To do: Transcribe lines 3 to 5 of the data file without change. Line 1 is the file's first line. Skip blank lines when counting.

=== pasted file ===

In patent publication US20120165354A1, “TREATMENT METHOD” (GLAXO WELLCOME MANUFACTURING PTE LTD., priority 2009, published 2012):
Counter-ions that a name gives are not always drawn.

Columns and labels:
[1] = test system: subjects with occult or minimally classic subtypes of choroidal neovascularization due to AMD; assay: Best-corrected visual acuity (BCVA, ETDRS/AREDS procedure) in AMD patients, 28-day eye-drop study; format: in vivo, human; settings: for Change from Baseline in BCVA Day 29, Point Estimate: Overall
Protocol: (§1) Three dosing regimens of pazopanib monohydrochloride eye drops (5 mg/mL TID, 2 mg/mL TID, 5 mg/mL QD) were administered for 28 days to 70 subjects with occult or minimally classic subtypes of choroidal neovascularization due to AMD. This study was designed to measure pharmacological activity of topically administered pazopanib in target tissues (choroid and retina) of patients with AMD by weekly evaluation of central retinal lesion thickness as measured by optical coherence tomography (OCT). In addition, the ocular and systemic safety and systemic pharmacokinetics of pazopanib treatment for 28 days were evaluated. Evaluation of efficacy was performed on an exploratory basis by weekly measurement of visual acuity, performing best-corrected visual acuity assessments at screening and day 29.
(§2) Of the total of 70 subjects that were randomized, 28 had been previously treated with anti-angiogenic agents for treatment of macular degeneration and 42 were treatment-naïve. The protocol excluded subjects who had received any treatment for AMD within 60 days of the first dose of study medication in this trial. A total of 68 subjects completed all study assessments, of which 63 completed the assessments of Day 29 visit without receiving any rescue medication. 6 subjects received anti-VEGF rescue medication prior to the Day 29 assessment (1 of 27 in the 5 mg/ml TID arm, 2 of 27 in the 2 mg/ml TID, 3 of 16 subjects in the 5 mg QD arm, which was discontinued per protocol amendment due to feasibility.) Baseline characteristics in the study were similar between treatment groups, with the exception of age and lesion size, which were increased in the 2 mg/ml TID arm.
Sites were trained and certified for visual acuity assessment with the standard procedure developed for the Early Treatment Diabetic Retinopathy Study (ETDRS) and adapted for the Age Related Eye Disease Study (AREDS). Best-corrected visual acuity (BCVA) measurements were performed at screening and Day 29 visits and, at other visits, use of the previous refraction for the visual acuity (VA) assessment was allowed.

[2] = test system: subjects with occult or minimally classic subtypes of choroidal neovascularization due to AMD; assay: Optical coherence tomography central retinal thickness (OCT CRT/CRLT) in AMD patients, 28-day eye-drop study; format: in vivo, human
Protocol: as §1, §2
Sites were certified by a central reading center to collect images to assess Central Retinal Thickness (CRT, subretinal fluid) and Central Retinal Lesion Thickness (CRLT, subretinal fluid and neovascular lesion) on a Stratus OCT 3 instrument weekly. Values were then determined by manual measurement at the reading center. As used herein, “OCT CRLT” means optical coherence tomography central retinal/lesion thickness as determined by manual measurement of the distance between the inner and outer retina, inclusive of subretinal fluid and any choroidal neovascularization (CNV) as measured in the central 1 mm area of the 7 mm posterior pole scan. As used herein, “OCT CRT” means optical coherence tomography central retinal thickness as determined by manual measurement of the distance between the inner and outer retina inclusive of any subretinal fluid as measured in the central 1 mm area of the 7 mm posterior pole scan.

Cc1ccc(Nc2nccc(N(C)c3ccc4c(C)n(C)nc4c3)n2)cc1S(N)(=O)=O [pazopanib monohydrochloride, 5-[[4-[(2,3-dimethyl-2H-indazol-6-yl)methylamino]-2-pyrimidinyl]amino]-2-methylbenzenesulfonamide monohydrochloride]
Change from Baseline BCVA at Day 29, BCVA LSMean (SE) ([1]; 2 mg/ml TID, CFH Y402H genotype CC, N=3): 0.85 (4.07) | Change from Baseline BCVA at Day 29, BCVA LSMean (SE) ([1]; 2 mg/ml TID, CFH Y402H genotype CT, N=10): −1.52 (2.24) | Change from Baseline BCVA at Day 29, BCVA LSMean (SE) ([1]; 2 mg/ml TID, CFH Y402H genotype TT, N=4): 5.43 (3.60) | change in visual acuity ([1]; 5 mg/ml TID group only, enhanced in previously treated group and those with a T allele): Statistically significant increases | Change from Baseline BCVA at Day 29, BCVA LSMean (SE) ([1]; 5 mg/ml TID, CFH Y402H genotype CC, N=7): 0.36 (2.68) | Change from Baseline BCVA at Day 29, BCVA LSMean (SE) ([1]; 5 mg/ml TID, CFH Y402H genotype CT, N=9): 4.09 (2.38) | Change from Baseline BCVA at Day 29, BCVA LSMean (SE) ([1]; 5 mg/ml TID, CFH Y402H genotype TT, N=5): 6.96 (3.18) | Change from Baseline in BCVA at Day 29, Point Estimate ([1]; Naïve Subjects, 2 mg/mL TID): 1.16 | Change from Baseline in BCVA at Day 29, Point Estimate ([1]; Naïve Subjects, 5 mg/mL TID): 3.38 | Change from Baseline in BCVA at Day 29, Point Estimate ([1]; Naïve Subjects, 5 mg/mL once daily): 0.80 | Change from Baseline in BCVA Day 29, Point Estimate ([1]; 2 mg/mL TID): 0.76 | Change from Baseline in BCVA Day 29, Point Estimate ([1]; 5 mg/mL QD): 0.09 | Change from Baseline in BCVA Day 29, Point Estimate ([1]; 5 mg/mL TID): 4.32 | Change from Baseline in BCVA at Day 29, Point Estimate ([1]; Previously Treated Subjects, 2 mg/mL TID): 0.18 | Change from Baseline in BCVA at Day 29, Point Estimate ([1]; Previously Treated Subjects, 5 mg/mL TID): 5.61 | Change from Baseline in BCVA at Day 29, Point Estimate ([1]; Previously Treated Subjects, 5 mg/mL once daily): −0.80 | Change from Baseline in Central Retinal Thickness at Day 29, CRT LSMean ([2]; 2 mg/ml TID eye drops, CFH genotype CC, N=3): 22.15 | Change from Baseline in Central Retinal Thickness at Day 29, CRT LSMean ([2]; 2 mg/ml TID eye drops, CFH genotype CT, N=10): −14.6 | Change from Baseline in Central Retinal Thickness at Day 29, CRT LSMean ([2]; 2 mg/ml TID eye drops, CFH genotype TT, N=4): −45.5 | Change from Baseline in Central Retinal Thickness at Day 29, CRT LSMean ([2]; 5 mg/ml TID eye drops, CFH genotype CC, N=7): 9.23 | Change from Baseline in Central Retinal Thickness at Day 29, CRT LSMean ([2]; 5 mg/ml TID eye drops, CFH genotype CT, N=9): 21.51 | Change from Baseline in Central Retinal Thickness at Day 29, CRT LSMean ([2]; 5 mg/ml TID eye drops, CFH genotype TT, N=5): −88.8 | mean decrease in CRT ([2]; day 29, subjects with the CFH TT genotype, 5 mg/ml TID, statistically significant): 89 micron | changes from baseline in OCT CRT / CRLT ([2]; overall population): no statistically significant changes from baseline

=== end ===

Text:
Columns and labels:
[1] = test system: subjects with occult or minimally classic subtypes of choroidal neovascularization due to AMD; assay: Best-corrected visual acuity (BCVA, ETDRS/AREDS procedure) in AMD patients, 28-day eye-drop study; format: in vivo, human; settings: for Change from Baseline in BCVA Day 29, Point Estimate: Overall
Protocol: (§1) Three dosing regimens of pazopanib monohydrochloride eye drops (5 mg/mL TID, 2 mg/mL TID, 5 mg/mL QD) were administered for 28 days to 70 subjects with occult or minimally classic subtypes of choroidal neovascularization due to AMD. This study was designed to measure pharmacological activity of topically administered pazopanib in target tissues (choroid and retina) of patients with AMD by weekly evaluation of central retinal lesion thickness as measured by optical coherence tomography (OCT). In addition, the ocular and systemic safety and systemic pharmacokinetics of pazopanib treatment for 28 days were evaluated. Evaluation of efficacy was performed on an exploratory basis by weekly measurement of visual acuity, performing best-corrected visual acuity assessments at screening and day 29.